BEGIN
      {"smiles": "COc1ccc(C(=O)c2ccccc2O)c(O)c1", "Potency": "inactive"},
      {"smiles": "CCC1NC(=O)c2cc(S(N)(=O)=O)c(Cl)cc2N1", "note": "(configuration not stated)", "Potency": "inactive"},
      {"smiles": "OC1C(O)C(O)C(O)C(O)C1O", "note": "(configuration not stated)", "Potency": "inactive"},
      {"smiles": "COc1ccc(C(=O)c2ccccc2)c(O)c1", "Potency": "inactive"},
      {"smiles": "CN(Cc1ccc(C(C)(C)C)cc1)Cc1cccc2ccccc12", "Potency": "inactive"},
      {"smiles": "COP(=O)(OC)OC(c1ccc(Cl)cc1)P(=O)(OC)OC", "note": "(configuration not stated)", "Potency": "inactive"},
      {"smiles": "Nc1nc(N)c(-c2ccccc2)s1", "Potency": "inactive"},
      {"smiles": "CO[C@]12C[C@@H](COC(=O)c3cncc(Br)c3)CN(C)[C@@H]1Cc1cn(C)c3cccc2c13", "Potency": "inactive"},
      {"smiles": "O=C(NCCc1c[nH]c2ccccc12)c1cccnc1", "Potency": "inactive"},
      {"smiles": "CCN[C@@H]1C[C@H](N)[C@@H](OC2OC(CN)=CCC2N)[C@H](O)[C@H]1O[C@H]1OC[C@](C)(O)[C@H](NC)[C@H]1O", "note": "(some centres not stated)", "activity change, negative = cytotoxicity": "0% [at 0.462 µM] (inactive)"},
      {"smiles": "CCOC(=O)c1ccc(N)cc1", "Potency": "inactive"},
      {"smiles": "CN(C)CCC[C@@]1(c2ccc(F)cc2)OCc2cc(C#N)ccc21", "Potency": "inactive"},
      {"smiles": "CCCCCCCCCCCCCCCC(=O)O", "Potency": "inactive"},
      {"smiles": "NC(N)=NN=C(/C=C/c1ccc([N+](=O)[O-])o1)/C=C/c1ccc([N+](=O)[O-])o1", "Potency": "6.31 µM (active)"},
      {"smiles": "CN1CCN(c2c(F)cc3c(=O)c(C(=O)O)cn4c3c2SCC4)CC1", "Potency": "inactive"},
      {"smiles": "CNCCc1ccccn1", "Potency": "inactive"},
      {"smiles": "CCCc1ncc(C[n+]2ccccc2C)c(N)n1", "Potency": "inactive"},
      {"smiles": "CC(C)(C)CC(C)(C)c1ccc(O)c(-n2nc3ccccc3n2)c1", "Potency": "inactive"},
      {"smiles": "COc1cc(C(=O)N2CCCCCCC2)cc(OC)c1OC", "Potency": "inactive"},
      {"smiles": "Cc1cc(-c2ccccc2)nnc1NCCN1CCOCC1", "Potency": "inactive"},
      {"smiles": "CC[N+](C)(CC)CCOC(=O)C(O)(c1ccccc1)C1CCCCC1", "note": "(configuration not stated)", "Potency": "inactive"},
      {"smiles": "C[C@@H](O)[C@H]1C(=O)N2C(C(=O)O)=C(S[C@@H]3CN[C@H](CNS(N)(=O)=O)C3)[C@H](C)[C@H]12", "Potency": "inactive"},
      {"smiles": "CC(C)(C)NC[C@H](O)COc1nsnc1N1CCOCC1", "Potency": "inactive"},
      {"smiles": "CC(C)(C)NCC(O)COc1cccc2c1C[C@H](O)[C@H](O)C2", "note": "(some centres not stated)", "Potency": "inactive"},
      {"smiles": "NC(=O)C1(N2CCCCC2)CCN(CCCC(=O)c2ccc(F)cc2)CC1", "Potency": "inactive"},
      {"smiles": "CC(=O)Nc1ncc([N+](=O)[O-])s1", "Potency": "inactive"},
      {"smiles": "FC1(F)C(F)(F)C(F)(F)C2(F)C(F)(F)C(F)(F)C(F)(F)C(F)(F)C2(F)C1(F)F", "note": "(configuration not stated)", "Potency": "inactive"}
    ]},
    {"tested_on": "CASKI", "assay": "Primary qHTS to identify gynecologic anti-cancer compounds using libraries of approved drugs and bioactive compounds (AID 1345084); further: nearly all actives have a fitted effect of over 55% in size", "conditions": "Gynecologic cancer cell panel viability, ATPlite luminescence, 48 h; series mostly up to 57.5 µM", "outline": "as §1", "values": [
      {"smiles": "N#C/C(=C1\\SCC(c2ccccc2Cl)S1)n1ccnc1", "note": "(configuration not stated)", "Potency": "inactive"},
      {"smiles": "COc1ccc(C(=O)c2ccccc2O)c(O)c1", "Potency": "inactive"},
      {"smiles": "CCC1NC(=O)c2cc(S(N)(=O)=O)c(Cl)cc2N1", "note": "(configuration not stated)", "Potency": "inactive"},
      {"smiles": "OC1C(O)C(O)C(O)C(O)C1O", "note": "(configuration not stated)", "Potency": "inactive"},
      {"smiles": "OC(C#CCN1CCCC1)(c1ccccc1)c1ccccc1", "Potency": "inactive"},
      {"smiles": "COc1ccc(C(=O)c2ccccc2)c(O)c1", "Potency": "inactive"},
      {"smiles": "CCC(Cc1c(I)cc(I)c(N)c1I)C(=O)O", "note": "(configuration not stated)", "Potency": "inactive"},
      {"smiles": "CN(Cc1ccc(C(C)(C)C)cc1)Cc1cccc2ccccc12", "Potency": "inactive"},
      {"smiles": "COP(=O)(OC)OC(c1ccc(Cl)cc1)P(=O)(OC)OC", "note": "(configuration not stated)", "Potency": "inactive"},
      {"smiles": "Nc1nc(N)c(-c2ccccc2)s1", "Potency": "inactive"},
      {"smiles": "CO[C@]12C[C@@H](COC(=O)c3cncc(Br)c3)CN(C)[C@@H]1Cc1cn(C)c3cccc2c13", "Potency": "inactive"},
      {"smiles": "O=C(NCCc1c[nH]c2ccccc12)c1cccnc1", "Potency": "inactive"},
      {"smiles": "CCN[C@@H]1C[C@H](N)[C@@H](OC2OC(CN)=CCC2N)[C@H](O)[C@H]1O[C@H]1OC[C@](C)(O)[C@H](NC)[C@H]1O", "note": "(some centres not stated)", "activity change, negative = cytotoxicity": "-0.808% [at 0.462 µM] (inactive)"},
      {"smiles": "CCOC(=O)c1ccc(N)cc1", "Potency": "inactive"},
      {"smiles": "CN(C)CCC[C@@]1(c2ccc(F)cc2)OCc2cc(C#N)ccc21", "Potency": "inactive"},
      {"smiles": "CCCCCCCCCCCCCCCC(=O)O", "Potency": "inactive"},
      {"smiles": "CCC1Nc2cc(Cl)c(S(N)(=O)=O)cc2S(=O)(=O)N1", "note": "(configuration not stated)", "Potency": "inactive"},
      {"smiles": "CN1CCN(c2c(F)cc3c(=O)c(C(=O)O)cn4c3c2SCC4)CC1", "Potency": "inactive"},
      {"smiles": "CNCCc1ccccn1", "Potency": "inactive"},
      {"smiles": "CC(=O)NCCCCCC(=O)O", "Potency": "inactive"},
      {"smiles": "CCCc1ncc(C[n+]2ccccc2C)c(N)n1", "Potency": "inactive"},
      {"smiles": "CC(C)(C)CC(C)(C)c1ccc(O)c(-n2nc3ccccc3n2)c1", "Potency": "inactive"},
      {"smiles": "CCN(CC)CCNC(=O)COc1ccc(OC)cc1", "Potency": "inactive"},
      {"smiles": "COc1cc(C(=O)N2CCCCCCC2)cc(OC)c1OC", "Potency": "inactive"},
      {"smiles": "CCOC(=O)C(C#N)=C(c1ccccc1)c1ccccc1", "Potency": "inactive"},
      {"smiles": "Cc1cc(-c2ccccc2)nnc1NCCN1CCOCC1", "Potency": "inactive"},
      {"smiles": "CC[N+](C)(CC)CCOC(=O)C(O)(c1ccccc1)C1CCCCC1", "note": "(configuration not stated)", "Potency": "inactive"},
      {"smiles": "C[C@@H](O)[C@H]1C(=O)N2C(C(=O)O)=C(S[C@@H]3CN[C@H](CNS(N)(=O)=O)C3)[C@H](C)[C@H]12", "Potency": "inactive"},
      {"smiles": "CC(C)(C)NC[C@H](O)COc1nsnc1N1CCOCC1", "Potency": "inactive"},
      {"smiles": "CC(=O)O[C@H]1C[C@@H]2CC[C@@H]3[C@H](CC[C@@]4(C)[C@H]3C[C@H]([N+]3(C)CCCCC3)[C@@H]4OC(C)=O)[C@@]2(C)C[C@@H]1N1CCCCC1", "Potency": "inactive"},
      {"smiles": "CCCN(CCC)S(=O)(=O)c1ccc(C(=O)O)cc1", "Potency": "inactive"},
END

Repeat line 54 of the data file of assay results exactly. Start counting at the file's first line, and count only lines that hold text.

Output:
      {"smiles": "CCOC(=O)C(C#N)=C(c1ccccc1)c1ccccc1", "Potency": "inactive"},